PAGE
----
As reported the Minister of the interior has proposed to double the amount currently required for passive residency to EUR800,000. This it seems has caused some consternation.

One of the other 59 proposals is to require passive residents to invest EUR600,000 into the country (this is just a proposal from another member of Parliament),  the EUR800,000 may well still stand. But this amendment arises from grassroots research, which is persuading the Minister that EUR800,000 would be far too drastic increase and would not lead to further investment.

On the other hand, the investment requirement may remain at EUR400,000 if the whole investment is made into a brand-new housing scheme which the government is scrambling to put together. In effect the passive resident would be investing 400,000 into a housing fund which fund would then be used to acquire low-cost housing which is more relevant to most of the Andorran population. This is described as a “SICAV” in the proposal and so conjures up the type of countrywide investment hopefully with a return on investment. It is clear though that this would take time indeed to set up.

Another proposal is that a minimum amount of EUR400,000 must be allocated to each property units acquired. Quite simply by purchasing one or two units of EUR200,000 each, neither would not qualify for immigration purposes.

Parliament seems united in amending the law to achieve greater investment from the passive residency investment requirements but it is quite clear that this may only serve to increase speculation as is reported in many papers.

Standby for an increase in annual income requirements for passive residents:-

One other matter to note is that they intend to make the minimum wage 60% of the average salary in accordance with the EU directives. This would affect passive residents, whether new or existing, since the bank certificate ( Already increased twice this year) represents a percntage of the minimum wage.  As an example of what may happen ( and not yet fixed):-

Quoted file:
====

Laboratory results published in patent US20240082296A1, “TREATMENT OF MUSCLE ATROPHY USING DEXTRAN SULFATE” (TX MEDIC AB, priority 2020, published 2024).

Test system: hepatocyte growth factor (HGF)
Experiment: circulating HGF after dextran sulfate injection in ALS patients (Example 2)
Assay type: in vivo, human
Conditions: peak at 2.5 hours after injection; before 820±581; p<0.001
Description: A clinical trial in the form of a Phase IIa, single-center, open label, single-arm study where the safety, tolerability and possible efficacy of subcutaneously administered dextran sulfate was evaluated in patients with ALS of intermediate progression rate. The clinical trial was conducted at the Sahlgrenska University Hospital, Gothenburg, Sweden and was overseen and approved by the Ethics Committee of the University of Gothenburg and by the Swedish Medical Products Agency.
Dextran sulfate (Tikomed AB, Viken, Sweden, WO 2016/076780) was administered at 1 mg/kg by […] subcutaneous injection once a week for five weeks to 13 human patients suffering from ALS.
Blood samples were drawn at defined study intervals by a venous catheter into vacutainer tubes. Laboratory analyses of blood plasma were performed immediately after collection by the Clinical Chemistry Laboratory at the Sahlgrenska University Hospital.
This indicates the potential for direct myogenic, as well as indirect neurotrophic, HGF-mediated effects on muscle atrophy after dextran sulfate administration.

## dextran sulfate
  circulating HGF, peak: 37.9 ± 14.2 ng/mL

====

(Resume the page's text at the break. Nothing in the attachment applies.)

300% annually of the minimum wage for a single resident curently 43,243.20 EUR would rise to 49,068.00 EUR and 400% for a married couple from 57,657.60 EUR  to 65,424.00 EUR and plus 16,356.00 EUR for each dependent.  And these figures do not take into account current inflation which is forecast to be about 5% this year by Fitch.

Possible other current proposals before Parliament - Active Residency Changes

Another proposal is to increase the required percentage of shareholding to 34% from the current 20%. This figure of 34% seems to be clearly designed to limit the amount of shareholders in any one company who would be able to apply for active residency to 2.

There is a further proposal that if the government agrees that the formation of a company is in line with their policy of promoting the digital economy, entrepreneurship or innovation which will lead to the employment of local personnel then this bond requirement would be waived.  

Just how they will decide that seems a long way off.

This whole proposal to change active residency requirements is very much tied up with the overall law of digital regulation and the promotion of entrepreneurship within this sector. It extends from co-working environments which the government are keen to promote along with updating or introducing digital technology regulation.